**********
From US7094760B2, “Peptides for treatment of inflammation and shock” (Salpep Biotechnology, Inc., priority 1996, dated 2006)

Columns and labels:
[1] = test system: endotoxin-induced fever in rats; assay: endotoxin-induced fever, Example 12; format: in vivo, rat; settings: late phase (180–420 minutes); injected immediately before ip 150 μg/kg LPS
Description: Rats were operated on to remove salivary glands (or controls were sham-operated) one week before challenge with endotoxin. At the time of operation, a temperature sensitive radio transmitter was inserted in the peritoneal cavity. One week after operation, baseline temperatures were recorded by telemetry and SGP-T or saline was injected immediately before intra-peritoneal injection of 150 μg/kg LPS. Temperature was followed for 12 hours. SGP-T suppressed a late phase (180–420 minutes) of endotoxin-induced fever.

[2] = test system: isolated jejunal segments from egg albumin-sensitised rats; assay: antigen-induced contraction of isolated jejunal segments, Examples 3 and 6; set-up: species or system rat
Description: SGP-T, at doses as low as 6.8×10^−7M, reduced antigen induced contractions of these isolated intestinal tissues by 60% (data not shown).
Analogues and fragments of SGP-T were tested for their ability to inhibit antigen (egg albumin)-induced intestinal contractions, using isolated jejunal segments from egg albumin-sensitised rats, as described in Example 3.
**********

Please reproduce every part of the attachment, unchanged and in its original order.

From US7094760B2, “Peptides for treatment of inflammation and shock” (Salpep Biotechnology, Inc., priority 1996, dated 2006)

Columns and labels:
[1] = test system: endotoxin-induced fever in rats; assay: endotoxin-induced fever, Example 12; format: in vivo, rat; settings: late phase (180–420 minutes); injected immediately before ip 150 μg/kg LPS
Description: Rats were operated on to remove salivary glands (or controls were sham-operated) one week before challenge with endotoxin. At the time of operation, a temperature sensitive radio transmitter was inserted in the peritoneal cavity. One week after operation, baseline temperatures were recorded by telemetry and SGP-T or saline was injected immediately before intra-peritoneal injection of 150 μg/kg LPS. Temperature was followed for 12 hours. SGP-T suppressed a late phase (180–420 minutes) of endotoxin-induced fever.

[2] = test system: isolated jejunal segments from egg albumin-sensitised rats; assay: antigen-induced contraction of isolated jejunal segments, Examples 3 and 6; set-up: species or system rat
Description: SGP-T, at doses as low as 6.8×10^−7M, reduced antigen induced contractions of these isolated intestinal tissues by 60% (data not shown).
Analogues and fragments of SGP-T were tested for their ability to inhibit antigen (egg albumin)-induced intestinal contractions, using isolated jejunal segments from egg albumin-sensitised rats, as described in Example 3.